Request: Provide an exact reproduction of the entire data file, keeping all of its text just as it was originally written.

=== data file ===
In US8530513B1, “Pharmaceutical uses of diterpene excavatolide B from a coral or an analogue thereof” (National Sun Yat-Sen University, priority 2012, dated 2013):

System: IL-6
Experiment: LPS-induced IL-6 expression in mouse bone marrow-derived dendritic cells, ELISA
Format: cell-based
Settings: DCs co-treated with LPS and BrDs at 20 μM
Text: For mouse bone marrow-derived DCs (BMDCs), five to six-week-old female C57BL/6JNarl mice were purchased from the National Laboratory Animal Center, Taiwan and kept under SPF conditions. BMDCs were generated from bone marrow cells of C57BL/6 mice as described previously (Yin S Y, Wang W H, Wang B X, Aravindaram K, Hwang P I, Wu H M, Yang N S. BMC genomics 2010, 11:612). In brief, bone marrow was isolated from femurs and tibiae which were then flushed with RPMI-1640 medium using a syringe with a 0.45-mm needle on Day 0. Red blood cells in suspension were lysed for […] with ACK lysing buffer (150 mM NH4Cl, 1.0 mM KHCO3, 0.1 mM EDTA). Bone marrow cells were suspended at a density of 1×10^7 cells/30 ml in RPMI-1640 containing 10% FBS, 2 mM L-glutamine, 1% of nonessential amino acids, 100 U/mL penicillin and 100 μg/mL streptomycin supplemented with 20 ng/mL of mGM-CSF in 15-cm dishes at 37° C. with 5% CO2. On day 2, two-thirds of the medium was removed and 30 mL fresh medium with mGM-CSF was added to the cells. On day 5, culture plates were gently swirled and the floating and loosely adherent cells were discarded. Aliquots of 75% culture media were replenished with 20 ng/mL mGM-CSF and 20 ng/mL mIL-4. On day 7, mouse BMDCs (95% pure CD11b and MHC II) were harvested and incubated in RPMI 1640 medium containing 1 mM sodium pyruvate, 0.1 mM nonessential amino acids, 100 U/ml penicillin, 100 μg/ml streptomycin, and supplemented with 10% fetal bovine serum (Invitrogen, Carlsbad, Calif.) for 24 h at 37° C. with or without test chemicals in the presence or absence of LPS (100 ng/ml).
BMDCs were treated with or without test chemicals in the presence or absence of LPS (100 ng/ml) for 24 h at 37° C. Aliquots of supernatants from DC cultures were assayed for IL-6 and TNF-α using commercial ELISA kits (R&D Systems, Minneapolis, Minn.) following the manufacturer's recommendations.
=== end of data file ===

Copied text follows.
In US8530513B1, “Pharmaceutical uses of diterpene excavatolide B from a coral or an analogue thereof” (National Sun Yat-Sen University, priority 2012, dated 2013):

System: IL-6
Experiment: LPS-induced IL-6 expression in mouse bone marrow-derived dendritic cells, ELISA
Format: cell-based
Settings: DCs co-treated with LPS and BrDs at 20 μM
Text: For mouse bone marrow-derived DCs (BMDCs), five to six-week-old female C57BL/6JNarl mice were purchased from the National Laboratory Animal Center, Taiwan and kept under SPF conditions. BMDCs were generated from bone marrow cells of C57BL/6 mice as described previously (Yin S Y, Wang W H, Wang B X, Aravindaram K, Hwang P I, Wu H M, Yang N S. BMC genomics 2010, 11:612). In brief, bone marrow was isolated from femurs and tibiae which were then flushed with RPMI-1640 medium using a syringe with a 0.45-mm needle on Day 0. Red blood cells in suspension were lysed for […] with ACK lysing buffer (150 mM NH4Cl, 1.0 mM KHCO3, 0.1 mM EDTA). Bone marrow cells were suspended at a density of 1×10^7 cells/30 ml in RPMI-1640 containing 10% FBS, 2 mM L-glutamine, 1% of nonessential amino acids, 100 U/mL penicillin and 100 μg/mL streptomycin supplemented with 20 ng/mL of mGM-CSF in 15-cm dishes at 37° C. with 5% CO2. On day 2, two-thirds of the medium was removed and 30 mL fresh medium with mGM-CSF was added to the cells. On day 5, culture plates were gently swirled and the floating and loosely adherent cells were discarded. Aliquots of 75% culture media were replenished with 20 ng/mL mGM-CSF and 20 ng/mL mIL-4. On day 7, mouse BMDCs (95% pure CD11b and MHC II) were harvested and incubated in RPMI 1640 medium containing 1 mM sodium pyruvate, 0.1 mM nonessential amino acids, 100 U/ml penicillin, 100 μg/ml streptomycin, and supplemented with 10% fetal bovine serum (Invitrogen, Carlsbad, Calif.) for 24 h at 37° C. with or without test chemicals in the presence or absence of LPS (100 ng/ml).
BMDCs were treated with or without test chemicals in the presence or absence of LPS (100 ng/ml) for 24 h at 37° C. Aliquots of supernatants from DC cultures were assayed for IL-6 and TNF-α using commercial ELISA kits (R&D Systems, Minneapolis, Minn.) following the manufacturer's recommendations.